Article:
Rather than starting out as definitely good, definitely bad, or definitely average, most ideas are potentially good, and what happens to them after conception can result in either an excellent, a good-but-not-exceptional, or a bad product.

 

 

I also think this concept of a unique, non-derivative idea is an exceptionally rare thing, or perhaps something that doesn't really exist at all.  Creators may not always intentionally use a derivative process to create their ideas, but once you can see the idea you can generally always describe it as "this existing idea, but with these changes", or "this existing idea, without this", or perhaps "these two existing ideas combined".  Building on previous work is a good thing, and whilst it's also good to break the mould a bit with something new and less derivative, the foundations in existing products and ideas is almost always there.

0

Share this post


Link to post
Share on other sites

 


Ideas may be dime a dozen but good ones are not

That's another one I see pretty frequently but which doesn't seem to actually be backed up by much actual evidence.  There are loads of really good ideas out there presented by people with no ability to actually implement them, and many of the lesser ideas could easily be refined into good ideas in the hands of people with a good understanding of practical limitations.

 

Sure, you absolutely need an idea to produce a good product, and some ideas are better than others, but in the end there are a huge wealth of ideas -- most of them with plenty of potential -- floating around out there, and it's only those who are able to successfully execute them who bring quality products to market.

 

 

We may be seeing this frequently probably partly due to Dunning-Krugerish effect leading us to see no one saying "This is my terrible/mediocre idea, but I will stick to it".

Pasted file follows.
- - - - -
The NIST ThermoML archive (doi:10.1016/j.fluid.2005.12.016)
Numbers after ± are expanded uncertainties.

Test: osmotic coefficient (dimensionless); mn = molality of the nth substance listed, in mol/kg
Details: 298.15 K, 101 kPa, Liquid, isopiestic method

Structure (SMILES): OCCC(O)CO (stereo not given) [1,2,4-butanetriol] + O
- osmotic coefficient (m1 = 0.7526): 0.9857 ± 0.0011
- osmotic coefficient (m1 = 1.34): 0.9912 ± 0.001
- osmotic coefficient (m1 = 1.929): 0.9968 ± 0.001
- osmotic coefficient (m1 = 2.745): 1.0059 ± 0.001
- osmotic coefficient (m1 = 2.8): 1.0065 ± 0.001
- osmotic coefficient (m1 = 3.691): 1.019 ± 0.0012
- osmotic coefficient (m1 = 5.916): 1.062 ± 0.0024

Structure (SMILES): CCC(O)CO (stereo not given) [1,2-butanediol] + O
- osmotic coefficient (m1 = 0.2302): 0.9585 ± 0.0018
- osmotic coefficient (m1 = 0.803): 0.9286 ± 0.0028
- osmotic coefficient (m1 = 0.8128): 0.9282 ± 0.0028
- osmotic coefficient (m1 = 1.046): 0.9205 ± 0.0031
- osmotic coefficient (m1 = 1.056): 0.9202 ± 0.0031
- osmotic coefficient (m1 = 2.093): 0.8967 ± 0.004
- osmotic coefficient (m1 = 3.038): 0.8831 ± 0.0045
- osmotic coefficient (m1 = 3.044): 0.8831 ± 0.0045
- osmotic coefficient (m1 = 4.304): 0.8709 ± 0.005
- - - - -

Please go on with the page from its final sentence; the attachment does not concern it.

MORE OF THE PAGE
Btw, not sure of page but we are on the same chapter at least,  by saying good idea, I refer to business, limitations etc aspects as well. More you know and are aware, less D-K effect and delusion involves.

 

So, "Ideas are dime a dozen" sounds like coal and diamond are same when in the soil (carbon) , but you can polish diamond easier when its in your hands. And also there is no need to shout "hey , look a diamond" before somehow closing :) Not every ideas have high entrance barriers keeping other out or amazing USPs.

2

Share this post


Link to post
Share on other sites

I'm also inclined to agree that ideas are often fundamentally worthless until executed. There's actually an article out there somewhere that approximated the financial value of a game concept (i.e. a short pitch), and it came out to something like $0.03 if I recall correctly - but sadly I cannot seem to find it with a quick google.

 

Execution really is what makes the game - if I were to tell you about my idea for a brightly coloured anthropomorphic mammal that runs around fighting robots and collecting jewellery, you'd probably tell me my concept is stupid. I have of course just described Sonic the Hedgehog, arguably one of the most successful games ever. I'm pretty sure the pitch for other recent successful games also sounds terrible on paper - consider Minecraft or DayZ as two fly-away successes of the past couple of years.

0

Share this post


Link to post
Share on other sites

Create an account or sign in to comment

You need to be a member in order to leave a comment

Create an account

Sign up for a new account in our community. It's easy!


Register a new account

Sign in

Already have an account? Sign in here.


Sign In Now
Sign in to follow this  
Followers 0